But if L is taken at face value, as indicating that there were really written records surviving all the way from Abraham’s time, how do we account for the tall tales and confusions which creep into the story? We must bear in mind that written records were very rare and terse, since good writing materials were not common. A consequence is that later accounts are often expanding a brief notice into a full narrative, often quite imaginatively. The example of Israel fighting the Amalekites at Rephidim has already been given: the story is that Moses held his arms up, and Israel prevailed, but whenever he got tired and dropped his arms, Amalek would prevail, and Aaron helped to hold his arms up. But the final verse, “hand up, flag of YHWH, YHWH wars against Amalek, generation to generation” is probably the entirety of the source for this; the author of J has an old banner, with an archaic inscription, and has spun the whole story from the phrase “hand up”. A very similar case is the famous “sun standing still” story in Joshua. Joshua leads his troops on a forced night-march to catch an enemy coalition by surprise; “is it not written in the book of Jashar?” our author tells us, and cites a verse from this lost book of Jashar, “Sun, stand still upon Gibeon, Moon, stand still upon Aijalon”. This is taken to mean “Sun, DON’T SET, and Moon, DON’T RISE” and we are told how the DAY was miraculously prolonged to give Israel enough time to thoroughly rout the Canaanites. But archaeologists now know where “Jalon” was: Ai-Jalon means “the ruins” of Jalon; the town was long abandoned by Joshua’s time, and its very location had become forgotten by the time the book of Joshua was written; it was WEST of Gibeon. Thus, the verse actually means “Sun, DON’T RISE, and Moon, DON’T SET” and is not asking for the day to be made longer, but for the NIGHT to last long enough for the forced night-march to reach its destination. The poetry has been misunderstood, and turned into a fairy-tale. A reader of the book of Joshua might get the impression that the whole story is derived from the older book of Jashar, and that the cited verse is just a small extract; rather, the cited verse is probably the entirety of what “Jashar” had to say about this battle.<o:p></o:p>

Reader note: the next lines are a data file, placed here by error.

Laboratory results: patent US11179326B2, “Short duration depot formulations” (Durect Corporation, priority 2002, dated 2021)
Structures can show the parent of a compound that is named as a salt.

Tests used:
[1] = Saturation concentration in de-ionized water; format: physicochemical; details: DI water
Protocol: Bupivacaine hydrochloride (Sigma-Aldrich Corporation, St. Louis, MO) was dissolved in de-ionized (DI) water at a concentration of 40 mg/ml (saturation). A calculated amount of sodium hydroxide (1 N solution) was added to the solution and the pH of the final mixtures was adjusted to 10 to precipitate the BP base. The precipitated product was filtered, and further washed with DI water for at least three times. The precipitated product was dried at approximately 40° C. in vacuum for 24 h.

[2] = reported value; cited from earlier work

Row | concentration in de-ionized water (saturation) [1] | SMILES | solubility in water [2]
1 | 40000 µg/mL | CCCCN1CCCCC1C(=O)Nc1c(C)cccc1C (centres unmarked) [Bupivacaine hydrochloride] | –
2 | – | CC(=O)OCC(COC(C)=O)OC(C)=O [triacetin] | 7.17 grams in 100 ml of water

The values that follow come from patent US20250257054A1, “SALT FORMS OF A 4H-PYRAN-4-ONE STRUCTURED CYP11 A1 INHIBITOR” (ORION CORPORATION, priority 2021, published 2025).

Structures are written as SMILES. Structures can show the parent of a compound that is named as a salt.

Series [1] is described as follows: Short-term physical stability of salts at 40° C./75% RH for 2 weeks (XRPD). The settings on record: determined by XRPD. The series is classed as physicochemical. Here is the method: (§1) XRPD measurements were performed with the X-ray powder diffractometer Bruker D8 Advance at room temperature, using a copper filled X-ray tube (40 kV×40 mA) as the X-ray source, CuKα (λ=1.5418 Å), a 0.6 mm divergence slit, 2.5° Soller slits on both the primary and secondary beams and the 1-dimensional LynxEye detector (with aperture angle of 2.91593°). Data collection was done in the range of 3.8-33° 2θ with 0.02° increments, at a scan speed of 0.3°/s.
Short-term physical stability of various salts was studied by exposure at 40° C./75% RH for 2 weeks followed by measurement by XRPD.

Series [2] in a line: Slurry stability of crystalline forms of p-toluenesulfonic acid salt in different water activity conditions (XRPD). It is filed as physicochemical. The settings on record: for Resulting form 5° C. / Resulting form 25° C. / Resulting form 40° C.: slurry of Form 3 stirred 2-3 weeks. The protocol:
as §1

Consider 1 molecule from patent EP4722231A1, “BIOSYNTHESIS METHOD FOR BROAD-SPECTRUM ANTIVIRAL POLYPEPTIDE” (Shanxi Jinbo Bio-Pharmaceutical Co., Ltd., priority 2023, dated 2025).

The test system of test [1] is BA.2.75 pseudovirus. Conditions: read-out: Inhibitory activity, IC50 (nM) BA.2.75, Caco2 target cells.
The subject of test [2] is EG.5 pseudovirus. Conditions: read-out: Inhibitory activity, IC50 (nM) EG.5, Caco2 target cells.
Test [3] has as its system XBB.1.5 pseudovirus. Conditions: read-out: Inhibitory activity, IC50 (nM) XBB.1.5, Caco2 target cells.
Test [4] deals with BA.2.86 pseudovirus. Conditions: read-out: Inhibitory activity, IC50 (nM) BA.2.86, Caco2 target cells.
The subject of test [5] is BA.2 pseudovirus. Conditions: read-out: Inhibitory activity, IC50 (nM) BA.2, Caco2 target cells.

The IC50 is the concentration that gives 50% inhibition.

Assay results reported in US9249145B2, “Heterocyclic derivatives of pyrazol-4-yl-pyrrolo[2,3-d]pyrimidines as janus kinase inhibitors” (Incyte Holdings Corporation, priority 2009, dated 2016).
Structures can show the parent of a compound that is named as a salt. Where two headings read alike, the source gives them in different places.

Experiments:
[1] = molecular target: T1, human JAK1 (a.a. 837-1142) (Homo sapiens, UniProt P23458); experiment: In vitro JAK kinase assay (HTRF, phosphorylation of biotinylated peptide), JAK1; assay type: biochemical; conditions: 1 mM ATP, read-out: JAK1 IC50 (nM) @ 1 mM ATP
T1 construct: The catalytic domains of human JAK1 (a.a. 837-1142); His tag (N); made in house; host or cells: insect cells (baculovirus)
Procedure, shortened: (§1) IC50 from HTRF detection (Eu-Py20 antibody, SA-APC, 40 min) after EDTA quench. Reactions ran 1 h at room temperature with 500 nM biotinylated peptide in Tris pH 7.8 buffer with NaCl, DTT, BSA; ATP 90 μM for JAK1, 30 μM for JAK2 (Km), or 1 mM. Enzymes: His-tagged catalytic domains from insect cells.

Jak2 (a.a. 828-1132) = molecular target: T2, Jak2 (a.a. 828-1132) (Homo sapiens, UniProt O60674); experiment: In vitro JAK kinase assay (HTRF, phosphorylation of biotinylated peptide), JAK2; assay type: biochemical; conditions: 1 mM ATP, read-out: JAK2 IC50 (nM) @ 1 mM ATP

We can see this “threatening” to happen in one of the Psalms which might even be older than David (most of the Psalms, of course, are much later than David, although there is no real reason to doubt that David did write some Psalms). It has a stately rhythm, b-tzeath Yisrael mi-Mitzraim, beth Ya’akov me’am lammim (accented syllables underlined) “at the exodus of Israel from Egypt, of the house of Jacob from a nation of stutterers” (i.e. “barbarians, people who talk funny”) and describes sonorously how “the mountains danced, the hills leaped for joy”. Surely no-one would take this literally? Oh, yes, some people would! We do not find any dancing mountains in the Torah, but a similar poetic expression to the effect “You guided us with fire by night, and with smoke by day” has evidently been taken dead-literally by someone, to produce the “pillar” that led the Israelites around in circles for 40 years (wouldn’t you think after a few years that they would decide this pillar wasn’t such a great navigational device?). A longish list of curses on Egypt, such as we can find addressed to this or that nation in the later books of the prophets, is likely the source of the “plagues of Egypt” narrative. It is rare that we have the underlying piece of poetry preserved side by side with the expanded story, but the cases where we do give a good glimpse at the process involved.